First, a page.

Stellar jets – bursts of ionised matter, shooting out from opposite sides of a star – can be the subject of some remarkable photographs of the universe. Young stellar jets are thought to be formed from interactions between young stars’ magnetic fields and the discs of gas that surround them.
Stellar jets usually form straight lines, extending for light-years. But a telescope based in Chile has just captured high-resolution images of two “wiggling”, or “sidewinding”, jets.
A paper published in Astronomy & Astrophysics has proposed the reason for these two wiggling jets, suggesting a different culprit in the case of each star.
One jet, MHO 2147, is around 10,000 light-years from Earth. Its curves come from the direction of the jet changing over time, with the star at its centre shooting out matter at slightly different angles.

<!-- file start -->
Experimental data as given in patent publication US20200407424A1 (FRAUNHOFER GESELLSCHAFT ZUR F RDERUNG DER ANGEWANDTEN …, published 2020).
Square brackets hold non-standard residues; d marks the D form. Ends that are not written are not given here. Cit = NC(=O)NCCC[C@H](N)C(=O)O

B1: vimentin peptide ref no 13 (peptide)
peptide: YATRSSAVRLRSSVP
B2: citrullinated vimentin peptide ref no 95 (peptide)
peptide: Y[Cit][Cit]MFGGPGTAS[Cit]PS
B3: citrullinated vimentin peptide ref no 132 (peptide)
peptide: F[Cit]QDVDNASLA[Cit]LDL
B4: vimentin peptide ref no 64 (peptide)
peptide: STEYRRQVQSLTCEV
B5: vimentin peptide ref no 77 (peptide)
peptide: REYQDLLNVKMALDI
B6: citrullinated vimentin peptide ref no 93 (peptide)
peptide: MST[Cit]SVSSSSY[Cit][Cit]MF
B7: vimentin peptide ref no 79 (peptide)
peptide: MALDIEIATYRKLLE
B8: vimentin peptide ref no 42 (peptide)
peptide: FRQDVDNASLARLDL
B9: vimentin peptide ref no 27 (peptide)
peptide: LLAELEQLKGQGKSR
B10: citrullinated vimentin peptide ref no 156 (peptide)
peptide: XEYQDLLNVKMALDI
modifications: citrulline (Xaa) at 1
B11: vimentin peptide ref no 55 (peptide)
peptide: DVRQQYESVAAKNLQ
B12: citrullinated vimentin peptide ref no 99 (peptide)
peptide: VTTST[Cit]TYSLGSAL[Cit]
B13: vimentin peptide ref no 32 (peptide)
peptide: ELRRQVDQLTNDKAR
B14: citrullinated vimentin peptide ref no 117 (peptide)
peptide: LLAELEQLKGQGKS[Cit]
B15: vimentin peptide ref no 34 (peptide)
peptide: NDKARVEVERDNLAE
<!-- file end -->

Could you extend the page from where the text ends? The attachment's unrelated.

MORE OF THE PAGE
In their paper, the researchers suggest that this changing direction likely comes from the gravitational influence of nearby stars. They also point out that the curves are nearly unbroken, suggesting that the star has been shooting out matter continuously for the duration of the jet.
The second jet, MHO 1502, has a chain of “knots”, suggesting it has been emitting material intermittently.
The researchers, who are based at the National University of Cordoba, Argentina, believe that this jet comes from two different sources – a binary star.
The images were captured by the Gemini South Adaptive Optics Imager – a instrument on the Gemini South telescope, which sits in the Chilean Andes.
Ellen Phiddian is a science journalist at Cosmos. She has a BSc (Honours) in chemistry and science communication, and an MSc in science communication, both from the Australian National University.
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